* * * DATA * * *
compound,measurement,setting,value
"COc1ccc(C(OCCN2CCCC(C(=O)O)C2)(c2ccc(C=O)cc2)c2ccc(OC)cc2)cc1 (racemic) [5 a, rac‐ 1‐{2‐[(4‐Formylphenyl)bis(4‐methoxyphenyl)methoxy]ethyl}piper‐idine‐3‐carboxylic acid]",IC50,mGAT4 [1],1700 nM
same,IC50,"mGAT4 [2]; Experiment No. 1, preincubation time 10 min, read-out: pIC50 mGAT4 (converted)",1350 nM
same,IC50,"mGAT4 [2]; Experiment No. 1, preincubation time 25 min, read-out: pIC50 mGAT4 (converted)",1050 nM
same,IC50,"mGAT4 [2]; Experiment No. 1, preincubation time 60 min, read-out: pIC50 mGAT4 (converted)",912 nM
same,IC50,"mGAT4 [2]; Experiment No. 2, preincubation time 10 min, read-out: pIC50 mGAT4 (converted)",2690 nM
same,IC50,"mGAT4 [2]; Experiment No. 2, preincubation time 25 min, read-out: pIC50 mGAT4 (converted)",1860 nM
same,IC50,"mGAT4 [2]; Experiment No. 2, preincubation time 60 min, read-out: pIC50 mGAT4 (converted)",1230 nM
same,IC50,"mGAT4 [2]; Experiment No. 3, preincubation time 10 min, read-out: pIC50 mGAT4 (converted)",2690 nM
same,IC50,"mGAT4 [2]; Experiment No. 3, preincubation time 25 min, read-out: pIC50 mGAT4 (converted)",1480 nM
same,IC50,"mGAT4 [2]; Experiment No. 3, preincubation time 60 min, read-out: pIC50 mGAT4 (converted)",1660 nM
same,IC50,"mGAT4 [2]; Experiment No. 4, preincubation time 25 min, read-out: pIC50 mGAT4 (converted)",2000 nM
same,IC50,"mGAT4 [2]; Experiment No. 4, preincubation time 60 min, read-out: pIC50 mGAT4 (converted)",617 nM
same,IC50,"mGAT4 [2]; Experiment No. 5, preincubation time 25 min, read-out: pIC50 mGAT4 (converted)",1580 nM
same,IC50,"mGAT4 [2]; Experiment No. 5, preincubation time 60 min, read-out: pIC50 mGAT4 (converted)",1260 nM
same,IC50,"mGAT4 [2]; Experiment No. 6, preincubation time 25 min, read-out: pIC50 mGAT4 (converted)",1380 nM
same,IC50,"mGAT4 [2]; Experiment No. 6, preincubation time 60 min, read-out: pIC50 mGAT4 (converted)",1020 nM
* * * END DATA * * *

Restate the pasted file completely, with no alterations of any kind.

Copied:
compound,measurement,setting,value
"COc1ccc(C(OCCN2CCCC(C(=O)O)C2)(c2ccc(C=O)cc2)c2ccc(OC)cc2)cc1 (racemic) [5 a, rac‐ 1‐{2‐[(4‐Formylphenyl)bis(4‐methoxyphenyl)methoxy]ethyl}piper‐idine‐3‐carboxylic acid]",IC50,mGAT4 [1],1700 nM
same,IC50,"mGAT4 [2]; Experiment No. 1, preincubation time 10 min, read-out: pIC50 mGAT4 (converted)",1350 nM
same,IC50,"mGAT4 [2]; Experiment No. 1, preincubation time 25 min, read-out: pIC50 mGAT4 (converted)",1050 nM
same,IC50,"mGAT4 [2]; Experiment No. 1, preincubation time 60 min, read-out: pIC50 mGAT4 (converted)",912 nM
same,IC50,"mGAT4 [2]; Experiment No. 2, preincubation time 10 min, read-out: pIC50 mGAT4 (converted)",2690 nM
same,IC50,"mGAT4 [2]; Experiment No. 2, preincubation time 25 min, read-out: pIC50 mGAT4 (converted)",1860 nM
same,IC50,"mGAT4 [2]; Experiment No. 2, preincubation time 60 min, read-out: pIC50 mGAT4 (converted)",1230 nM
same,IC50,"mGAT4 [2]; Experiment No. 3, preincubation time 10 min, read-out: pIC50 mGAT4 (converted)",2690 nM
same,IC50,"mGAT4 [2]; Experiment No. 3, preincubation time 25 min, read-out: pIC50 mGAT4 (converted)",1480 nM
same,IC50,"mGAT4 [2]; Experiment No. 3, preincubation time 60 min, read-out: pIC50 mGAT4 (converted)",1660 nM
same,IC50,"mGAT4 [2]; Experiment No. 4, preincubation time 25 min, read-out: pIC50 mGAT4 (converted)",2000 nM
same,IC50,"mGAT4 [2]; Experiment No. 4, preincubation time 60 min, read-out: pIC50 mGAT4 (converted)",617 nM
same,IC50,"mGAT4 [2]; Experiment No. 5, preincubation time 25 min, read-out: pIC50 mGAT4 (converted)",1580 nM
same,IC50,"mGAT4 [2]; Experiment No. 5, preincubation time 60 min, read-out: pIC50 mGAT4 (converted)",1260 nM
same,IC50,"mGAT4 [2]; Experiment No. 6, preincubation time 25 min, read-out: pIC50 mGAT4 (converted)",1380 nM
same,IC50,"mGAT4 [2]; Experiment No. 6, preincubation time 60 min, read-out: pIC50 mGAT4 (converted)",1020 nM